Why I’m Proud of My Kids: It’s Not the Reason You Think

A few weeks ago, a friend of mine posted on Facebook how proud she was of her kids. Not that they had won awards or had perfect GPA’s, but that they were awesome people who have endured a lot of shit in their young lives.

I have a whole different post about why I think traditional school grades are bullshit. For the record, fabulous test scores are no reflection of what kind of human being you are. Psychopaths can be brilliant, but you wouldn’t want to marry one.

My oldest daughter recently took the speaking portion of her German exam. Not only has she learned to speak German in this intensive course, but she has gotten to know people from Mexico, Greece, Iran, China, Syria, and half a dozen other countries.

This is an education worth far more than a 4.0 GPA. My daughter worked diligently for five months to reach this first step that will lead her to a German university. Best of all, this is her idea — her dream, and she’s achieving it every time her alarm goes off. She is a strong woman, and compassionate to a fault. Whether it’s working forty hours a week at theater or two hours of corralling toddlers for an exhausted mom, my daughter gives her all.

Almost two years ago, my oldest son set off at age 17 to make a life for himself. He saw a new part of the world, including America, a land in which he was not raised. Because we had homeschooled while living abroad, he found himself lacking particular documents needed for things like drivers’ licenses and higher education. So he buckled down, got a GED and a certification to work as a nursing assistant. He does work most would cringe at, in order to put himself through college. He is an artistically talented man with an open, creative mind and a sense of humor that makes you groan and laugh at the same time.

Two years ago, I dropped my youngest two into a German school. Two formerly homeschooled kids, from an ultra-conservative background (think Duggars without the incest), were tossed into a system where the tick of a teacher’s pen determines your future. If you have a teacher who hates you, then you have to fight for every point on every paper she marks. It means the difference between becoming an architect or a janitor.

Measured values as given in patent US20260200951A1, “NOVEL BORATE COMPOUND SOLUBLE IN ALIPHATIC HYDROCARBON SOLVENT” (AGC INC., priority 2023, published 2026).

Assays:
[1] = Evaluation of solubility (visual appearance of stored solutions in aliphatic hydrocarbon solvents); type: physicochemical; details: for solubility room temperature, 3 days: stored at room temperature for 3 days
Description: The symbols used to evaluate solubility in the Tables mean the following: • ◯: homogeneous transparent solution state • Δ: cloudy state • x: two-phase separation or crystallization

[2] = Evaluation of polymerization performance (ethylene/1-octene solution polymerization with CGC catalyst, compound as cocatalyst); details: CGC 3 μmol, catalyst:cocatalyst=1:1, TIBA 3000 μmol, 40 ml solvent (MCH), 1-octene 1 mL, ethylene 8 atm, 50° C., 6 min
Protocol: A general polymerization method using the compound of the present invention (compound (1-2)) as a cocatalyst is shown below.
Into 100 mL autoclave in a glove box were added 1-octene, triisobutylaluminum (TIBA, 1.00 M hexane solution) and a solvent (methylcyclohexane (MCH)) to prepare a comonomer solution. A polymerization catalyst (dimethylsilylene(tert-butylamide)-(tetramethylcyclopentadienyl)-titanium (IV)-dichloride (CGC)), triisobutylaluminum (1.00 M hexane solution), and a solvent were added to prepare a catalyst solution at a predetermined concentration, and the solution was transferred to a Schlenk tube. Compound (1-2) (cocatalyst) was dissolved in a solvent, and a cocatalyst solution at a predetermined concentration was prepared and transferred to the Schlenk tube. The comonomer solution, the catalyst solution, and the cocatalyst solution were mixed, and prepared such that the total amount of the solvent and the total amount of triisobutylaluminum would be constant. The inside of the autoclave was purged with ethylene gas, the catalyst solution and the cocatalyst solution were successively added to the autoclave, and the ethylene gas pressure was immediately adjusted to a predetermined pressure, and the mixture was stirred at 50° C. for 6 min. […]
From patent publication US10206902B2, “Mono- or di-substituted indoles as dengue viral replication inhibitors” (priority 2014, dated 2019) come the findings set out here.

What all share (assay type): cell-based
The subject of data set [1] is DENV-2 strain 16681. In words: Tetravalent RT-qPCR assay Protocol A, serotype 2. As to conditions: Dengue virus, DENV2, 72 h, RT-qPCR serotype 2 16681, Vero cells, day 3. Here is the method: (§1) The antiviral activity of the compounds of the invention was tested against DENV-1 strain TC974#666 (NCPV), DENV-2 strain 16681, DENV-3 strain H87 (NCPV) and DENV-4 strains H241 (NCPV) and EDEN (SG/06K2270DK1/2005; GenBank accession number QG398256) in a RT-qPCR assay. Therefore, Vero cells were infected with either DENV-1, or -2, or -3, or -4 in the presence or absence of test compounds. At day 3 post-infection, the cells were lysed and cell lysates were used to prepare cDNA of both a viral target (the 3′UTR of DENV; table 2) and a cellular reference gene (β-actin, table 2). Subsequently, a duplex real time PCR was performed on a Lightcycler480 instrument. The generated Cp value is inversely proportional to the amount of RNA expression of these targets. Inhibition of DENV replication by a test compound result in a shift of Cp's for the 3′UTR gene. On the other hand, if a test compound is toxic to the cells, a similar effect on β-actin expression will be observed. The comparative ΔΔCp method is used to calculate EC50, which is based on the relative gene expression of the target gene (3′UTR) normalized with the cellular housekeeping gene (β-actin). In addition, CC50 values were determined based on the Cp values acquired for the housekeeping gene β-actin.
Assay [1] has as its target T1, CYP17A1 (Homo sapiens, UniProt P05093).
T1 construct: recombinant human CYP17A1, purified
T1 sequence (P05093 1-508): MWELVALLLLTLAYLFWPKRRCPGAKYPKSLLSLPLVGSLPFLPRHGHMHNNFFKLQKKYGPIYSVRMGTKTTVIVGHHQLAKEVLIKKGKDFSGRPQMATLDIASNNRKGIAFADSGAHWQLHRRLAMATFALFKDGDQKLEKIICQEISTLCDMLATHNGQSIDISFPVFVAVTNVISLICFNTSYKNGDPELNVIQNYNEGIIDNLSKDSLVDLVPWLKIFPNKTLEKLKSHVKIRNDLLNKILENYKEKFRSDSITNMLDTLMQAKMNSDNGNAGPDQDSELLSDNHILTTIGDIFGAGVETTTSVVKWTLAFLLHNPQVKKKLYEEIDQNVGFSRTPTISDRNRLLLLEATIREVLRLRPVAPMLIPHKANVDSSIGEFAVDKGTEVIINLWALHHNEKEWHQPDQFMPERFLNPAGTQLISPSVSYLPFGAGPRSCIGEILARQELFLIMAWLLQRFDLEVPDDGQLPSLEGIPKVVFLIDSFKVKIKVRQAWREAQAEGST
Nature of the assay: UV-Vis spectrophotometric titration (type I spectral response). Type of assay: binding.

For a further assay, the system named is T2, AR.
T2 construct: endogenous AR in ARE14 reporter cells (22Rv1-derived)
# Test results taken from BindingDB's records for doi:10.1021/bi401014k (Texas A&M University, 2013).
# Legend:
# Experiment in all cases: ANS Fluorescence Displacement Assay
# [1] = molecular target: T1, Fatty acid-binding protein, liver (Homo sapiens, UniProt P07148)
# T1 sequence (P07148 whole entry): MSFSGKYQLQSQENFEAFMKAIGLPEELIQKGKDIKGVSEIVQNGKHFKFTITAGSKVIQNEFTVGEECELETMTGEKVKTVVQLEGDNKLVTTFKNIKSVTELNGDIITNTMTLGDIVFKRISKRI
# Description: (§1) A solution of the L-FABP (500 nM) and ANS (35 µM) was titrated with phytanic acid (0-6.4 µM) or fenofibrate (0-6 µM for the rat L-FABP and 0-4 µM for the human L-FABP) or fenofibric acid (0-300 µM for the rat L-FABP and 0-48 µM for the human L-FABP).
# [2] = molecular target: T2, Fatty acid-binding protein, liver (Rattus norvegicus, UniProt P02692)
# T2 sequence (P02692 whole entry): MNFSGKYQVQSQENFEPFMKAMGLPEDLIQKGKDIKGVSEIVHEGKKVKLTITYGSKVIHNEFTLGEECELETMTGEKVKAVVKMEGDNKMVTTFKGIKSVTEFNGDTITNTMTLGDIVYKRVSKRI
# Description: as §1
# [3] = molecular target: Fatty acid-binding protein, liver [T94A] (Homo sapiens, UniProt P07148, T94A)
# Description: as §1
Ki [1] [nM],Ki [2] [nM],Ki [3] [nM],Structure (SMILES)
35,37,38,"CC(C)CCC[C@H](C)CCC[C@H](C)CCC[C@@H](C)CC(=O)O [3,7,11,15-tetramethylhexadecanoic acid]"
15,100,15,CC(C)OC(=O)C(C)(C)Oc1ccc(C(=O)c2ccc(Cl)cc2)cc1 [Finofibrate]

Yet, I know what kind of people my kids are. When my youngest daughter says she wants to be a film actress, she will do it. She was born fearless — always climbing to the highest rung, even before she could walk. My youngest son has charm combined with a mind that never stops asking questions. It gives him empathy, and a depth even I can’t follow sometimes.

At first, I set the bar high for them, but now they are setting it for themselves.

Their dreams are not the dreams I had for them when they were little (I mean, could we PLEASE have one person trained to diagnose diseases or prescribe medicine?) — they have amazingly unique dreams, as amazing and unique as each of them.

I can’t stand in their way. If anything, it’s my job to aid and abed my kids in their untraditional pursuits.

My god, these kids I have can do anything they want, as long as THEY desire it.

The two youngest got their grades back for this year, and what impressed me was not that their grades were satisfactory, it was that they worked their asses off.

I remember the first school principal said what a challenge it would be for them, and he encouraged me to find an English-speaking school.

Despite some terrible teachers and re-starting at a new school, my kids got grades on par with kids who have spoken this language since they were born. These incredible kids who call me Mom endured a 180 degree turn of lifestyle with humor, some depression, but with positivity for the future.

I am proud of my kids because they can overcome situations that would make most of us curl up and cry. They have learned about cultures that were alien to them when we lived in our little bubble. They waded hip-deep through trauma, and emerged as funny, compassionate, happy people.

They are free to explore who they really are and are secure enough to tell me anything.

As a parent, that is a gift, worth more than any report card.

Despite my kids’ upbringing in in a cult-like existence, where God kept a “naughty” and “nice” list, marking every thought and action, my children are awesome human beings. They can do shit that is hard. They can make their dreams come true. They can live in this world with both confidence and compassion.

This is why I’m proud.

They are good people.

They work hard.

They love deeply.

They make the world a better place.

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